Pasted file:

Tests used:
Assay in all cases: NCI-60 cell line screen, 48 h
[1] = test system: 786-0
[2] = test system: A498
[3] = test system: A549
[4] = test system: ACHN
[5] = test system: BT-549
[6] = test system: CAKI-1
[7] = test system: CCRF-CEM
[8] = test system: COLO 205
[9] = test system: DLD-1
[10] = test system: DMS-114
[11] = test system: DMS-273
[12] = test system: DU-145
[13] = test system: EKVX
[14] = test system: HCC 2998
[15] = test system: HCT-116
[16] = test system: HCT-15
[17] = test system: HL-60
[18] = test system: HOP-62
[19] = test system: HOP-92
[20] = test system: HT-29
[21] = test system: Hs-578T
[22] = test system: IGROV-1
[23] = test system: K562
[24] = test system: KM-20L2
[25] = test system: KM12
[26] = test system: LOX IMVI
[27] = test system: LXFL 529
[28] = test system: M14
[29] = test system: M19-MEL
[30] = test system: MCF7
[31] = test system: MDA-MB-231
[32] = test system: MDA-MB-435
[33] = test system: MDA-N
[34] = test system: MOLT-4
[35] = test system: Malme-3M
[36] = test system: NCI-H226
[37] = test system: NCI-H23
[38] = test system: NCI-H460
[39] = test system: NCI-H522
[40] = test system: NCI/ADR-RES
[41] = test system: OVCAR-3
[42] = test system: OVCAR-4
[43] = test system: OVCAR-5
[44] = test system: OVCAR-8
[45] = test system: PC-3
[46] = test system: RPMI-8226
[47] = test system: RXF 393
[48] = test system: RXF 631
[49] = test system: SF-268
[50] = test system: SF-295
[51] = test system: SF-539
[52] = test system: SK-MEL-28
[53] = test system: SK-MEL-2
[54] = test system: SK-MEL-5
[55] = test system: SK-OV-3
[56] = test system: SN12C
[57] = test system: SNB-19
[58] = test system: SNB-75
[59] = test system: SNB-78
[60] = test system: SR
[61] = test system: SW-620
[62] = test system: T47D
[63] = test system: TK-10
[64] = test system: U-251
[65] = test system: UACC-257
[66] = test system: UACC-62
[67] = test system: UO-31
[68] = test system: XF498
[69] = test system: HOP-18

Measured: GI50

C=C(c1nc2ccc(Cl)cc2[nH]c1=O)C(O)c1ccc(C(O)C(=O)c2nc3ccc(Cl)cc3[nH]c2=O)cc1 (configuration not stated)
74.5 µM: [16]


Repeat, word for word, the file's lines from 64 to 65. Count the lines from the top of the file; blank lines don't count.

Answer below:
[62] = test system: T47D
[63] = test system: TK-10